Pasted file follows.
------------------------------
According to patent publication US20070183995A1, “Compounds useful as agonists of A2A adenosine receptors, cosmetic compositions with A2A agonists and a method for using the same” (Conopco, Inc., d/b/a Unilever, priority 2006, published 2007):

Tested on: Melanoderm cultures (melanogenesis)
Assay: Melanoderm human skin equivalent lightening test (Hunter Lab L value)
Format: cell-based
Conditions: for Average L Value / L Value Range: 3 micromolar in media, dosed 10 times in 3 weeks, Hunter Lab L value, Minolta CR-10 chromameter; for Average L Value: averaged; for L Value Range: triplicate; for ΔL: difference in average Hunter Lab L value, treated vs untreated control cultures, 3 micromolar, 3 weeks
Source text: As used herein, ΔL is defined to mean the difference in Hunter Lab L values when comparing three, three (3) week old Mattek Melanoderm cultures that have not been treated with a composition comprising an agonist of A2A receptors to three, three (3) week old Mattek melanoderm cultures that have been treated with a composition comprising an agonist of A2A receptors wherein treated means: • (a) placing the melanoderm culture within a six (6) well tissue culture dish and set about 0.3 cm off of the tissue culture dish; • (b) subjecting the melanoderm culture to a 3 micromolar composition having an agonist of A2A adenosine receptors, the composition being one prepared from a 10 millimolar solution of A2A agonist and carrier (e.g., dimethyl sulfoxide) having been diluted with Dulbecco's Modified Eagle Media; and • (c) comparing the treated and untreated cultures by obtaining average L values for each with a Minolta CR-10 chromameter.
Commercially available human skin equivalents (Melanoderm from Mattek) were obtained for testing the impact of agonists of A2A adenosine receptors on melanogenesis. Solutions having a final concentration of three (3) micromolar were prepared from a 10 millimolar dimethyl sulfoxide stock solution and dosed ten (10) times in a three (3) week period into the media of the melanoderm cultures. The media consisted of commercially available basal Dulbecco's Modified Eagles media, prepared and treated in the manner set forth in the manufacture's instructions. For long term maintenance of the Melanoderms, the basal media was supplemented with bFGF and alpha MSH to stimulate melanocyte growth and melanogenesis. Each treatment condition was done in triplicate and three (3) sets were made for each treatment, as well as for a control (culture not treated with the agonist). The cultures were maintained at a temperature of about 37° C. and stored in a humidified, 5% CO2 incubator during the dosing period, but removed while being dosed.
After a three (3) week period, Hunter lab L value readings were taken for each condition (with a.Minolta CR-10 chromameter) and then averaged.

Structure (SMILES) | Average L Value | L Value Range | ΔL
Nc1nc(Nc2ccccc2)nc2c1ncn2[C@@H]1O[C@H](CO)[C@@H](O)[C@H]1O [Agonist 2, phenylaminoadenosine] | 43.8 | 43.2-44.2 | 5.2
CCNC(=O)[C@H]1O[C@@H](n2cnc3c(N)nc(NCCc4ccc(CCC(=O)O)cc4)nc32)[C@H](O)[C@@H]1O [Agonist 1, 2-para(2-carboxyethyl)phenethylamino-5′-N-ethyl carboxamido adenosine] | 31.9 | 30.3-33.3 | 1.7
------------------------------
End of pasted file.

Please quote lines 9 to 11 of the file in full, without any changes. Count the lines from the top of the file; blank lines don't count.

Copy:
Structure (SMILES) | Average L Value | L Value Range | ΔL
Nc1nc(Nc2ccccc2)nc2c1ncn2[C@@H]1O[C@H](CO)[C@@H](O)[C@H]1O [Agonist 2, phenylaminoadenosine] | 43.8 | 43.2-44.2 | 5.2
CCNC(=O)[C@H]1O[C@@H](n2cnc3c(N)nc(NCCc4ccc(CCC(=O)O)cc4)nc32)[C@H](O)[C@@H]1O [Agonist 1, 2-para(2-carboxyethyl)phenethylamino-5′-N-ethyl carboxamido adenosine] | 31.9 | 30.3-33.3 | 1.7